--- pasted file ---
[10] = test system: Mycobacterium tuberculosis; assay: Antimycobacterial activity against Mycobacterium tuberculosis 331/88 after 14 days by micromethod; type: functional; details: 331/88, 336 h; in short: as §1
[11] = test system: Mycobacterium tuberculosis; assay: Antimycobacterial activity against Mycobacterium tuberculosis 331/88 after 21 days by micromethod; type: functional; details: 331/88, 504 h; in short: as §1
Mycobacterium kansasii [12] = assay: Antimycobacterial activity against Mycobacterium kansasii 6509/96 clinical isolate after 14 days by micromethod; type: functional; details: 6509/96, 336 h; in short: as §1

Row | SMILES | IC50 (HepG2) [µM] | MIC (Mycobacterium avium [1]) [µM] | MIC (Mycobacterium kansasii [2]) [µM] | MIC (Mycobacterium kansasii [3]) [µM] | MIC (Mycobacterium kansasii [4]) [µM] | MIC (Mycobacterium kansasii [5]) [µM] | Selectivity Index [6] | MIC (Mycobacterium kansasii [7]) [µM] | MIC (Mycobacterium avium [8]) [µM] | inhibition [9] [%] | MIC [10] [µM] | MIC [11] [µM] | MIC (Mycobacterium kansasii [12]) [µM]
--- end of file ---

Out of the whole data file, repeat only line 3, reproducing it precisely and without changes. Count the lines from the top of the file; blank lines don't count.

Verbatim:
Mycobacterium kansasii [12] = assay: Antimycobacterial activity against Mycobacterium kansasii 6509/96 clinical isolate after 14 days by micromethod; type: functional; details: 6509/96, 336 h; in short: as §1